Sarjeant Gallery ring fence now adorned with community artwork
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Sarjeant Gallery ring fence now adorned with community artwork

Sarjeant Gallery ring fence now adorned with community artwork

James Hope braves the rain to check out the artwork on display at the Sarjeant Gallery redevelopment. Photo Bevan Conley

Artworks from 248 members of the Whanganui community are now pride of place on the walls of the Sarjeant Gallery redevelopment at Pukenamu Queens Park.

The work sits alongside existing murals by renowned local artists such as Dan Mills, Mike Marsh, Cecelia Kumeroa and Si Ormerod

Ten free painting workshops were facilitated by Sarjeant education officer Sietske Jansma over October and November, and people of all ages were invited to contribute.

The theme for the project was birds, insects, flowers and plants, with 35 metres of wall to cover.

Gallery operations manager Teresa Toy said there was a “wide range” of people who attended the workshops, from pre-schoolers to grandparents.

“It’s a really nice cross section, and there was no pressure, you didn’t have to be an artist to do it,” Toy said.

“Sietske made everyone feel welcome, no matter your skill level.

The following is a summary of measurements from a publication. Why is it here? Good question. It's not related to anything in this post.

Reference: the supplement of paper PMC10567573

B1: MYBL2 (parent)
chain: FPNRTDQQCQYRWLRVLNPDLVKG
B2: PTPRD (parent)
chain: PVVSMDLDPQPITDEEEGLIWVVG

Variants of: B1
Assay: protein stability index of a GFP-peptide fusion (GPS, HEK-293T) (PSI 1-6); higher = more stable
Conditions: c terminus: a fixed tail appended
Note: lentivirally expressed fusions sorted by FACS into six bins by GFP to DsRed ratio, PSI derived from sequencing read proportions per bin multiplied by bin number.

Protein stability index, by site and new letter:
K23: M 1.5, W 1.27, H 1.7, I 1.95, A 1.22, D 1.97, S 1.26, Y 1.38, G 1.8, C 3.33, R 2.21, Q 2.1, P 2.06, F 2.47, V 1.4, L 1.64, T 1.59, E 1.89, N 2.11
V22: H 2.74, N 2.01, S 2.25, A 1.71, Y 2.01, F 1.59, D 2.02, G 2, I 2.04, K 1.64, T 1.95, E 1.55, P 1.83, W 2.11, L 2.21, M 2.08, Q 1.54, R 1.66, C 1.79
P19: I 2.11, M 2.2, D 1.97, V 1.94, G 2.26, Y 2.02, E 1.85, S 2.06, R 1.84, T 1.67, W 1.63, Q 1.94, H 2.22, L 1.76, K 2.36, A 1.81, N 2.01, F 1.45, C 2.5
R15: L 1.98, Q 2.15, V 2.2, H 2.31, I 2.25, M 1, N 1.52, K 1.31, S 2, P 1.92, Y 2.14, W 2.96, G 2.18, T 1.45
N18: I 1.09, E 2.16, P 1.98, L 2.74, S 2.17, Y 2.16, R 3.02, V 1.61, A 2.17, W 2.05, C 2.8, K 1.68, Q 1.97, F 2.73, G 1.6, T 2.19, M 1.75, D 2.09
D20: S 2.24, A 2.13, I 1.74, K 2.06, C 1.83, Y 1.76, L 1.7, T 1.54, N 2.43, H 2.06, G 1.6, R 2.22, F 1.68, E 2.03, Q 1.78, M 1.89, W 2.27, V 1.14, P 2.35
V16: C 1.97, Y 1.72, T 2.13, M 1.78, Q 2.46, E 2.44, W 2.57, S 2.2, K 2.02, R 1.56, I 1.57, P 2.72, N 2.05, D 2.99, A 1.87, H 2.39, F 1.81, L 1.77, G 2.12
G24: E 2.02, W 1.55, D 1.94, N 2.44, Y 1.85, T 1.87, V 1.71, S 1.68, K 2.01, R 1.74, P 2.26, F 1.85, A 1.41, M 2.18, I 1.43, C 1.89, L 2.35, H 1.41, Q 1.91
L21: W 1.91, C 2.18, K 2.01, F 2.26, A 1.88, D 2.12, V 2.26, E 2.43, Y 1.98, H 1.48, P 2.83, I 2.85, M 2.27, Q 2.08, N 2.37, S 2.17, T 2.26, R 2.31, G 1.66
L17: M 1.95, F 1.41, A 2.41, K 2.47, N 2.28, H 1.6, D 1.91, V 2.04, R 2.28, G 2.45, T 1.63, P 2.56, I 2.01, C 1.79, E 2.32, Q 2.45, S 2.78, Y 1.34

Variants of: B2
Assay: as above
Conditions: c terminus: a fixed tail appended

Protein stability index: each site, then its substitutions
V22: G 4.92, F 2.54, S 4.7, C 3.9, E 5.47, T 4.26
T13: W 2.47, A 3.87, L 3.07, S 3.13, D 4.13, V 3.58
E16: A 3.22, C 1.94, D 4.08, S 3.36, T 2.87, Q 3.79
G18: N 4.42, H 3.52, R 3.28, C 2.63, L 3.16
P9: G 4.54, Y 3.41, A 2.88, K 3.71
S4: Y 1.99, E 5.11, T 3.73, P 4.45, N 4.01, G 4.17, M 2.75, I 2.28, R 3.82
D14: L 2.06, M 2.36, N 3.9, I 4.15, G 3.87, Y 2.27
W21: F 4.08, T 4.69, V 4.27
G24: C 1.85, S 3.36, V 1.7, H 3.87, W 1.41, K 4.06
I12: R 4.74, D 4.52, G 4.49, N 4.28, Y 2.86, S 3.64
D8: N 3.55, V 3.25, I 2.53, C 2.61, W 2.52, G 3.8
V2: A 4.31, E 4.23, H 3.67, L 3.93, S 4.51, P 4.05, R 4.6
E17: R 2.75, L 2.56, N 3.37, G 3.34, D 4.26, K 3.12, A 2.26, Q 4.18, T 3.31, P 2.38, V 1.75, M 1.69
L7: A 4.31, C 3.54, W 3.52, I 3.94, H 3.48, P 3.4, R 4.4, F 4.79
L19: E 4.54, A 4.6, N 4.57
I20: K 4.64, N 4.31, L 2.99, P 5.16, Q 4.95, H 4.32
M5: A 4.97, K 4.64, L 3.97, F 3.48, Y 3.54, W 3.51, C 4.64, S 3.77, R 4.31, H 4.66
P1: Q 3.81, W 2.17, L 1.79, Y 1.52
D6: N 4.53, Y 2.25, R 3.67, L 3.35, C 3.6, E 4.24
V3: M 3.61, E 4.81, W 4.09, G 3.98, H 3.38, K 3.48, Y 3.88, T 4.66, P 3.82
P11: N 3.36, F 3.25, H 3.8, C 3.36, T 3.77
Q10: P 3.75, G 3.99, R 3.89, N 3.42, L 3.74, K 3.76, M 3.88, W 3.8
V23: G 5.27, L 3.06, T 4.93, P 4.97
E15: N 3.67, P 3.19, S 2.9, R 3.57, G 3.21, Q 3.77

Aside from the occasional cat or fairy, most of the art follows the theme of birds, plants, flowers, and insects. Photo Bevan Conley

“You go up and have a look and your eye gets drawn to all these different paintings, and certain ones just jump out at you. There are information panels, but it (the wall) is something that’s really attractive to look at from a distance or close-up.

“People do still wander up there to look at the building.”

The art was pre-drilled and hung on the wall over two days, after the Sarjeant’s assistant curator James Hope had given the sections a wash and a paint.

“Some people strayed from the criteria (birds, plants, insects, flowers), and there are quite a few abstract ones in there,” Hope said.

Toy said different people’s interpretation of a brief was “the great part of a community project”.

“As much as we’ve tried to guide them one way, it’s their interpretation of it at the end of the day.

“There’s a grasshopper that’s hiding behind a bush, there are worms in mud, tuis, ladybugs, it’s just beautiful.”

The artwork will remain in place until the Sarjeant Gallery is reopened in 2023.



Mike Tweed is a multimedia journalist at the Whanganui Chronicle

This article was first seen in the Whanganui Chronicle and NZ Herald online on 26 December 2020